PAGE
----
Friday, February 8, 2013

Is 'Just Okay' Enough ??!!

man-playing-video-games-and-ignoring-his-wife-woman - Is Just Okay Enough
A “just ok” relationship is rarely “just ok” in a vacuum. In order to get out of such a relationship, you must figure out what deeper issues are causing the relationship to feel so mediocre.

I’ve never been one to settle. If something isn’t working for me, I’m more apt to move on and wait it out for something better (a guy, a job, the perfect pair of flat maroon boots), than stick with what I have, hoping for the best. I have endured extended periods of loneliness, near-poverty, and that anxious feeling when you look into your closet and have nothing to wear, all in the name of holding out for what I know I truly deserve.  For me, “just ok,” especially in reference to relationships, is never enough.

I know what you’re thinking: I’m picky.  Well, you might be right. But as a twenty three year old, I find it hard to think of my attitude towards settling as a negative. I’m young—isn’t this the time to be bypassing mediocre relationships in favor of seeking out the one that fits just right? After all, if I settle into a “just ok” relationship now, I may be stuck in that “just ok” relationship forever. Even worse, I may get stuck in the habit of mediocrity.

Regardless of my personal philosophy on settling, there are plenty of people who view relationships in early adulthood the complete opposite way—the perfect time to date someone who is “just ok.” The stakes are low since fun, not family, is the priority, and if everything falls apart, you can bounce back from heartbreak with the knowledge that there’s still time to meet Prince Charming.

But let’s be honest—how often do we accept, let alone embrace, a dead-end relationship? We might stay in relationships we know are going nowhere, but most of us never stop wishing things will be different in the future. My friend Ramona spent nearly half of her seven-year relationship holding that thought in her mind, yet she stuck it out because, as she tells me, not everything was horrible.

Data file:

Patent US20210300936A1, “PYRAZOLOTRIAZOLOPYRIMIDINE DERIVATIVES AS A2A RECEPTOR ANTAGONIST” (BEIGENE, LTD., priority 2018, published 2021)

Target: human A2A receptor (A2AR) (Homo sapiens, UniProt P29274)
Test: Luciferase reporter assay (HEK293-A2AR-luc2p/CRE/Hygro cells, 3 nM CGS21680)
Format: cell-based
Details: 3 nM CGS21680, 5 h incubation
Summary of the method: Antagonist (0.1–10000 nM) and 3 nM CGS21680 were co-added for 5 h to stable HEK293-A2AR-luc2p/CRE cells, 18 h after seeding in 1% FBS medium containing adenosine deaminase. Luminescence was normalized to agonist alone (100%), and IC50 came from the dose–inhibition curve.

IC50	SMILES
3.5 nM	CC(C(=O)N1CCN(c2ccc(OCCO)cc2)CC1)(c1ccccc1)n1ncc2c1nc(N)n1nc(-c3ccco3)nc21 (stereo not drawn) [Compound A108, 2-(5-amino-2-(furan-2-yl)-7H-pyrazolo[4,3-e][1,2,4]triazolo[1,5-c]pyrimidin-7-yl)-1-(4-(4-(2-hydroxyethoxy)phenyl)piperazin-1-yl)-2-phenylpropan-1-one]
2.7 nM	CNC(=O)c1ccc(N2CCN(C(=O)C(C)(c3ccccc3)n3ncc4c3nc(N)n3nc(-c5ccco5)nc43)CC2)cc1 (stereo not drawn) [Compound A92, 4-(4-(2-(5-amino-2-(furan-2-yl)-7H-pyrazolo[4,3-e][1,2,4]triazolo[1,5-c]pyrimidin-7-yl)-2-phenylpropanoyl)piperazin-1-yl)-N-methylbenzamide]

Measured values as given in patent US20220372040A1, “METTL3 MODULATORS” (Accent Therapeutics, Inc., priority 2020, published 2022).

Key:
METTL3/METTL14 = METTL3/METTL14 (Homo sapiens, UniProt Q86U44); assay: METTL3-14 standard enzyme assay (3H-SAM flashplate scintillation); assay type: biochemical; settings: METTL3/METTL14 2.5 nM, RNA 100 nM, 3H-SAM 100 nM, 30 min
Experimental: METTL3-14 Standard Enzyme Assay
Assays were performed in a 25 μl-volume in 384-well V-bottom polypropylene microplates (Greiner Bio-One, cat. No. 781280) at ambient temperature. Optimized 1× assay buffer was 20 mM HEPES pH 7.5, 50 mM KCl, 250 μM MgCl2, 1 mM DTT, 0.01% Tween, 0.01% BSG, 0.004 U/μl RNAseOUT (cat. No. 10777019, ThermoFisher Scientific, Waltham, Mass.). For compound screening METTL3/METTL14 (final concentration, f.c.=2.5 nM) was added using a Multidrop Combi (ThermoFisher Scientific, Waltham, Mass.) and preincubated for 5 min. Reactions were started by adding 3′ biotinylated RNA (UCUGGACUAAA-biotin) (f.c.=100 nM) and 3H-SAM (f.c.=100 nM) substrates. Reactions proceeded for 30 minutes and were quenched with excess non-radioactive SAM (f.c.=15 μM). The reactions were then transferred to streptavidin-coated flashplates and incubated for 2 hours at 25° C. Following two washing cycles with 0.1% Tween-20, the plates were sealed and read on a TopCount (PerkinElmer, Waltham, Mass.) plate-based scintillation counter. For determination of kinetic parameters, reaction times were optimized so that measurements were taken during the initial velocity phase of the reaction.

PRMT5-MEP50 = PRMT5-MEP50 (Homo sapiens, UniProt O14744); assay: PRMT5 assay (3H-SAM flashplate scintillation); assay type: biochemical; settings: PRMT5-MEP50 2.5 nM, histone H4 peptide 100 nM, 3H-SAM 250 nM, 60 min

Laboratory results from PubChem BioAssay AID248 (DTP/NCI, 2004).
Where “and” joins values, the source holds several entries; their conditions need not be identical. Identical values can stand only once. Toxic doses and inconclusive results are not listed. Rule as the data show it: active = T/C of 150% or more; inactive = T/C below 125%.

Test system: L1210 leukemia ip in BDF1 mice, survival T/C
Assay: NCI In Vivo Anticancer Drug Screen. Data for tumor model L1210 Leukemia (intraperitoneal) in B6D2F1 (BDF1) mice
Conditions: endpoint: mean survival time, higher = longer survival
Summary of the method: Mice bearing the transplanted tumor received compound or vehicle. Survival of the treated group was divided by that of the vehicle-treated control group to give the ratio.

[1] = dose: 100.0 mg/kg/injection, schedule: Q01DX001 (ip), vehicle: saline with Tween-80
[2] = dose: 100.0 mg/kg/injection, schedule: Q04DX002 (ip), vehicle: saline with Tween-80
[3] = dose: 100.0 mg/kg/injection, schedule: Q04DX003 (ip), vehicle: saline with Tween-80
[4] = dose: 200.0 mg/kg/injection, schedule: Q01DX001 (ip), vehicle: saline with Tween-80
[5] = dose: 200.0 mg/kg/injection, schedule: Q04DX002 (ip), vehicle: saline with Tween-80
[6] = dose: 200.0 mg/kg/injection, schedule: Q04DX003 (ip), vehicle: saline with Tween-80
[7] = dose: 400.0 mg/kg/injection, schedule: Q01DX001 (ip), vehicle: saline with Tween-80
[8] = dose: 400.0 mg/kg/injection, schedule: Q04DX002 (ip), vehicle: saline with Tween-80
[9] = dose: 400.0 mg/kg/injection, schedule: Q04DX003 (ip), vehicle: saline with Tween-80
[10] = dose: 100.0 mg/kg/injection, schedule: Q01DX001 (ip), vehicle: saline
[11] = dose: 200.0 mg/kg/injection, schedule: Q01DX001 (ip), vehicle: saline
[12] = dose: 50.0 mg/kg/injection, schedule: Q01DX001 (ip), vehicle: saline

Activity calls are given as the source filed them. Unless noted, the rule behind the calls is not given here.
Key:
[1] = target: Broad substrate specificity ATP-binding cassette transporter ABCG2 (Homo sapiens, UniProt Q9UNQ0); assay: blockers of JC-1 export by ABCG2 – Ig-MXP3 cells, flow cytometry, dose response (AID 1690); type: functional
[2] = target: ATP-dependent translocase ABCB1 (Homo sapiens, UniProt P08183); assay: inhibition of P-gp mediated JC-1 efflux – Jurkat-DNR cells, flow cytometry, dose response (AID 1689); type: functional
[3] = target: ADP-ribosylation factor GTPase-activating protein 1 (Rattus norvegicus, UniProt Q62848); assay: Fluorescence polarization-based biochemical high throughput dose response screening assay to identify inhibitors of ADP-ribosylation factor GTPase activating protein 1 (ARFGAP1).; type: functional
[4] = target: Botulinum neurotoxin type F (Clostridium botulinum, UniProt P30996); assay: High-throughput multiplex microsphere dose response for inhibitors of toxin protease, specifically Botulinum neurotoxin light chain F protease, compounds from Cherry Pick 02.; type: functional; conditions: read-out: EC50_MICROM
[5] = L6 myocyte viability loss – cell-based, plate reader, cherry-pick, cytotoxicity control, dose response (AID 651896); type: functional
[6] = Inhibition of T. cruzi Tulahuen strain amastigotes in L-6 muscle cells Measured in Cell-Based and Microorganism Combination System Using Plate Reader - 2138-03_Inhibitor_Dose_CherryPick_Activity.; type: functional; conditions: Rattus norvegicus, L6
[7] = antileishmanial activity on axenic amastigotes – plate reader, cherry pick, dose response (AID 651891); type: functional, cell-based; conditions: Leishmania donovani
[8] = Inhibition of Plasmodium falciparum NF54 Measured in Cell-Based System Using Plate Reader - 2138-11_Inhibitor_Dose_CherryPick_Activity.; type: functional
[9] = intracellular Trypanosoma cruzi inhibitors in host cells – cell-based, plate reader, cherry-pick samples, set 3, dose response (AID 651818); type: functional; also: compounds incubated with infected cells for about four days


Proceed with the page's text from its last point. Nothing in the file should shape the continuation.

“I stayed in the relationship about three years longer than I should have because my base needs were still being met. He was kind. He offered me companionship. I was in love with him, but I got older, my base needs changed, and being in love didn’t matter as much,” Ramona says, completely matter of fact.

After being with her boyfriend for five years, he was unexpectedly laid off and wound up staying unemployed for the last two years of their relationship. Since her “just ok” relationship had started a great one, Ramona went out of her way to try and revive it. She tried to realize her dream of change by offering to help her boyfriend get a job through a friend, but the plan fell through when her boyfriend loss interest. Even though his unemployment was the beginning of the end of the relationship, Ramona is quick to say that it wasn’t her boyfriend’s lack of a job that broke them up, but the problems that ensued because of the situation it created.

“The relationship became stalled due to things he wasn’t doing,” Ramona explains. “He had anxiety about job hunting, so he let his unemployment run out, which meant he couldn’t pay his student loans.” When her boyfriend went back on a promise to move in with her, Ramona began to wonder if it was time to let the relationship go. Three years later, she cut the cord.

“I had hung in for long enough to know that nothing was going to change, and even if it did, the damage had been done. The resentment I felt for him was never going to subside, even if he had gotten a job, even if he did finally move in,” she confides. 
Ramona’s advice to people in relationships that feel “ok for now” is to realize that needs are bound to change over time and to accept those changed needs as a positive.

“When I was 23, it wasn’t a big deal that my boyfriend didn’t want to move in, but at 27, it wasn’t ok anymore. Standards should evolve, and if they aren’t evolving you should think about why they aren’t,” she says.

In a way, all relationships could be considered “just ok” because as we all know, nobody’s perfect. So, it’s important to remember it’s not people who make relationships imperfect, but the baggage those people bring along with them. A “just ok” relationship is rarely “just ok” in a vacuum. In order to get out of such a relationship, you must figure out what deeper issues are causing the relationship to feel so mediocre. Don’t settle for settling—know exactly what it is you’re settling for. That way, you’ll know exactly what you don’t want, so when the person you do want comes along, you’ll be able to spot them immediately. Hello, happily ever after!

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